Support: Original canvas is medium weight linen. The painting has been relined onto a much finer weave linen canvas using animal glue. The treatment was possibly carried out in the late 19th century. The weave of the original canvas is quite prominent at the face of the painting due to pressure applied during lining. The original turnovers appear to have been removed at the time of lining and it is now attached to the stretcher by the lining canvas turnovers. It was not possible to examine the edges of the original canvas, which are covered by the frame rebate. Even tension of the support suggests the attachment to the stretcher and there appear to be no damages to the original canvas or its lining. Adhesion between lining and original canvas is still good. The style of stretcher indicates that it dates from the lining treatment and is not original. It is constructed of pine and consists of seven members; joints are square mortice and tenon with provision for keying out. All keys but one are present and the stretcher is not much keyed out. Keys are not taped or tied in any way. Vection cracks in the paint of the upper sky, and at either side of the composition, indicate the width of the original, slightly narrower, stretcher members.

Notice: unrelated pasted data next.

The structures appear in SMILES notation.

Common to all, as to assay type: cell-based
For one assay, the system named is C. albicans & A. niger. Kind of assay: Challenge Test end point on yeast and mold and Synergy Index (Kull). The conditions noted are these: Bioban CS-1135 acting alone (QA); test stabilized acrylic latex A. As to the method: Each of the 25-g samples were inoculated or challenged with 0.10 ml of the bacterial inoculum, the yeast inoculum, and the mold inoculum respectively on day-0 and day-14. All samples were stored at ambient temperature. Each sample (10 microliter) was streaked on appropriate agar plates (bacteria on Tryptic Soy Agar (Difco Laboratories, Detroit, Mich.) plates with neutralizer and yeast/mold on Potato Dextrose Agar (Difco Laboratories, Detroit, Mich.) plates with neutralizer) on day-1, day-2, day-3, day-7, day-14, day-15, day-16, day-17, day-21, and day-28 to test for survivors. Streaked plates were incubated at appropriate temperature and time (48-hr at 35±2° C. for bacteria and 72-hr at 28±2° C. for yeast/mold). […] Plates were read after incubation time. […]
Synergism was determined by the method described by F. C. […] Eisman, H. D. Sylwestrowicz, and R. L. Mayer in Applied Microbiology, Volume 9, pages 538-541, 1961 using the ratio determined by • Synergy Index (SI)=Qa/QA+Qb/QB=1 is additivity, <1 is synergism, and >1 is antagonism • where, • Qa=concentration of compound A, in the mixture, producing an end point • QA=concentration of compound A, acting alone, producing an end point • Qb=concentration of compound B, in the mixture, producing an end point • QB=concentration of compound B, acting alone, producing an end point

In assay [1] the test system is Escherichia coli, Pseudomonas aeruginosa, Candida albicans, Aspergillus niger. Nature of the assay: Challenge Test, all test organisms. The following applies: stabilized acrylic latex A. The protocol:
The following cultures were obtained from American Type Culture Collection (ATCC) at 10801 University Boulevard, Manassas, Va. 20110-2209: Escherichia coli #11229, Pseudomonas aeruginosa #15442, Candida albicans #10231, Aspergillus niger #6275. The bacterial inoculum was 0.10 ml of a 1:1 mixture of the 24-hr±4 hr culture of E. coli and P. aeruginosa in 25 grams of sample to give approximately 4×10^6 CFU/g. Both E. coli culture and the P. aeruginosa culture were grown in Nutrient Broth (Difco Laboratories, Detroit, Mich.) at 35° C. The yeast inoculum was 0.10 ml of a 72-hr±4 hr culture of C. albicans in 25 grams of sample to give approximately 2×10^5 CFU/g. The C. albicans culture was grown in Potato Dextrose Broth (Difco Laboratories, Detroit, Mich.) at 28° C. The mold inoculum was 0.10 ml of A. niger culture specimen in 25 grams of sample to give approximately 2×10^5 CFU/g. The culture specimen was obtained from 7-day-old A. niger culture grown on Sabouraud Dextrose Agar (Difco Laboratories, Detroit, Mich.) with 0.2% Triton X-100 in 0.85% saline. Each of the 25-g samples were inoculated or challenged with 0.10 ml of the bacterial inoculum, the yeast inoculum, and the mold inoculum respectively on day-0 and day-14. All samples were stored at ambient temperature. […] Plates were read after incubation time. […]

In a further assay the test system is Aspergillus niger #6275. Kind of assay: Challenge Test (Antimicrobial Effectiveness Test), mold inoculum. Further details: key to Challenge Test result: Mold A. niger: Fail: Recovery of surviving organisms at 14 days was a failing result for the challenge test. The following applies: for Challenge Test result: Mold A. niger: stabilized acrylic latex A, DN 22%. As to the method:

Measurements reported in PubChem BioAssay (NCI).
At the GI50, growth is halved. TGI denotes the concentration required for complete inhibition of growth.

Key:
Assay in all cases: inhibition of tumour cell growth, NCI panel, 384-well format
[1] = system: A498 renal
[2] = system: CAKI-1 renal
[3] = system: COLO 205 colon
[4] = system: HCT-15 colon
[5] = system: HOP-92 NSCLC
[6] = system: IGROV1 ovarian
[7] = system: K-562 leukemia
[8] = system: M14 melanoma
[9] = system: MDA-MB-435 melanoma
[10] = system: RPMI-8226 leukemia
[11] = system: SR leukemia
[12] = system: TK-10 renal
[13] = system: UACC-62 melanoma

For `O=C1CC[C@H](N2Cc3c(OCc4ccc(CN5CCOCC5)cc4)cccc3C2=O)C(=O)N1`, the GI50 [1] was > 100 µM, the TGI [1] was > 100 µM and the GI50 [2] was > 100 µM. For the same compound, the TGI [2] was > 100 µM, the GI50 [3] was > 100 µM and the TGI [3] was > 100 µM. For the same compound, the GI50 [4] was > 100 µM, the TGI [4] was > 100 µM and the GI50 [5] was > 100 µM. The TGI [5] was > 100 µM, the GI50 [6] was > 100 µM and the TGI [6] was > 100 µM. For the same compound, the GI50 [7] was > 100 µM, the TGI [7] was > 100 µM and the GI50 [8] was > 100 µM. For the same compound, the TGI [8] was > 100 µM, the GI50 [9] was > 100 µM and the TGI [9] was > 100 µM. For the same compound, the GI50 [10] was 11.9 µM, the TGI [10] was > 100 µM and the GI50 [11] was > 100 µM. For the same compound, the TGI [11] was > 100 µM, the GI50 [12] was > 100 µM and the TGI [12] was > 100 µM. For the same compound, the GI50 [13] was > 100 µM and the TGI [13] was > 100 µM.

Labels on stretcher reverse: Centre top paper label almost illegible due to heavy staining; however the words 'Richard Wilson RA' are visible. The label probably dates from the relining treatment. A small luggage-type label bears the number 189 and this is also chalked on the reverse of the lining canvas.